Do not think that I have come to abolish the law or the prophets. I have come not to abolish but to fulfill. Amen, I say to you, until heaven and earth pass away, not the smallest letter or the smallest part of a letter will pass from the law, until all things have taken place. Therefore, whoever breaks one of the least of these commandments and teaches others to do so will be called least in the kingdom of heaven. But whoever obeys and teaches these commandments will be called greatest in the kingdom of heaven. I tell you, unless your righteousness surpasses that of the scribes and Pharisees, you will not enter into the kingdom of heaven.
Matt 5, 17-20
Unless your righteousness surpasses that of the scribes and Pharisees, you will not enter into the kingdom of heaven.
Matt 5, 20
I got into an interesting conversation a couple of days ago with a wonderful Christian friend of mine who happens to worship our LORD in a different church. She told me that she had been called upon to give the “children’s lesson” during a recent Sunday Service. Her lesson, as she explained explained it to me, was to tell the children that it’s possible for us to always know what we should do because we’ve been given a “user’s manual” for our lives. Then she asked the children if they knew what that manual was. One little girl, according to my friend, raised her hand and said, “The Bible!” This pleased my friend, so she praised the girl and then wrapped the lesson up so the service could continue. Read More…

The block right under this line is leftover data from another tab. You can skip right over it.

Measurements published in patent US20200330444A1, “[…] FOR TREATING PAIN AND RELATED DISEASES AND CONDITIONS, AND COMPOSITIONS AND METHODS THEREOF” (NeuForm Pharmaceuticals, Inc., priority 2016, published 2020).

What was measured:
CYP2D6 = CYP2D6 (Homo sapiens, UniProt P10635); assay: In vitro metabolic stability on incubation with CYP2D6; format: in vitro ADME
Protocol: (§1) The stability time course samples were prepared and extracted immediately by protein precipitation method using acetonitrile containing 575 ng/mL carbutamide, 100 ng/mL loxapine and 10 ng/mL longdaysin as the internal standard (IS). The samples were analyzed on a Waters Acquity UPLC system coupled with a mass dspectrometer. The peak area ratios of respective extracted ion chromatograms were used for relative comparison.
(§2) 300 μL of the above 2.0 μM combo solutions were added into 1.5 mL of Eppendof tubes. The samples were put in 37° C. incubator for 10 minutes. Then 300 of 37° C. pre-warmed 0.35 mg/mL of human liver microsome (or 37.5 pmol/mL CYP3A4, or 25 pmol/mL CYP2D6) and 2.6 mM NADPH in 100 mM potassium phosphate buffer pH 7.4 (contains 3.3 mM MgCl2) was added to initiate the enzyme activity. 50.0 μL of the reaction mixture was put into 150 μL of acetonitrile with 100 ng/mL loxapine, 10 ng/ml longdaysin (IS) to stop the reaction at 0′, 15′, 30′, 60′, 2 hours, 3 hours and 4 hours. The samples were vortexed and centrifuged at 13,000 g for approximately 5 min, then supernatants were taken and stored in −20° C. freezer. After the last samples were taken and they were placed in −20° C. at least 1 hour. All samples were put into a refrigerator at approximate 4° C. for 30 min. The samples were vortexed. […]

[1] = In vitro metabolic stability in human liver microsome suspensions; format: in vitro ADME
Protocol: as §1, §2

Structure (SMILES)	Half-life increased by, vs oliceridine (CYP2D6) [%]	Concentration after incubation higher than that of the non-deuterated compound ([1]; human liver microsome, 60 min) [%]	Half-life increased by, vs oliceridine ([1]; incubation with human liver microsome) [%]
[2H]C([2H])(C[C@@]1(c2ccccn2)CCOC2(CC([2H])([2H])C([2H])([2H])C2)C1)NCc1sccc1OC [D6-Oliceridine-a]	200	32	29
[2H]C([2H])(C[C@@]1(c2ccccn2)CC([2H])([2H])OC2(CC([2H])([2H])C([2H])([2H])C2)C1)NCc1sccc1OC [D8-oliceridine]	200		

This is the Gospel Reading for Tuesday in the Twenty-Seventh Week of Ordinary Time.
Most Christians refer to this, simply, as ‘The Story of Martha and Mary’; and homilies about this story often compare the role of contemplation against the role of activity. I’m going to try to look at this from a different angle.
Jesus entered a village where a woman whose name was Martha welcomed him. She had a sister named Mary who sat beside the Lord at his feet listening to him speak.
Martha, burdened with much serving, came to him and said, “Lord, do you not care that my sister has left me by myself to do the serving? Tell her to help me.”
The Lord said to her in reply, “Martha, Martha, you are anxious and worried about many things. There is need of only one thing. Mary has chosen the better part and it will not be taken from her.”
Lk 10, 38-42
Martha, Martha, you are anxious and worried about many things.
There is need of only one thing
Lk 10, 41-42
I consider this story, which is a vignette really, a ‘sure fire’ conversation starter among Christians. Just about every disciple I’ve ever spoken to, upon hearing this story proclaimed, has had something to say about these sisters’ domestic dispute. No surprise, really. Where in the Bible do we find a story more ordinary, and more relevant to our everyday experience? There’s no miracle to wonder at, no complex bit of theology to mull over, no frightening prophesy to get our hearts pumping. None of that. Just one person keeping tabs on another, making sure nobody gets a ‘free ride’, making sure everybody ‘gets her due’. Isn’t that just like us? Isn’t that just like everybody? Read More…
When you go to Mass today you will notice that the first reading is the story of the creation of Eve (Gen 2, 18-24). As it happens, I wrote a reflection (https://reflectionsofacatholicchristian.wordpress.com/2010/07/12/what-god-has-joined-together/) about this story a couple of years ago. Check it out. I hope it hasn’t lost its relevancy.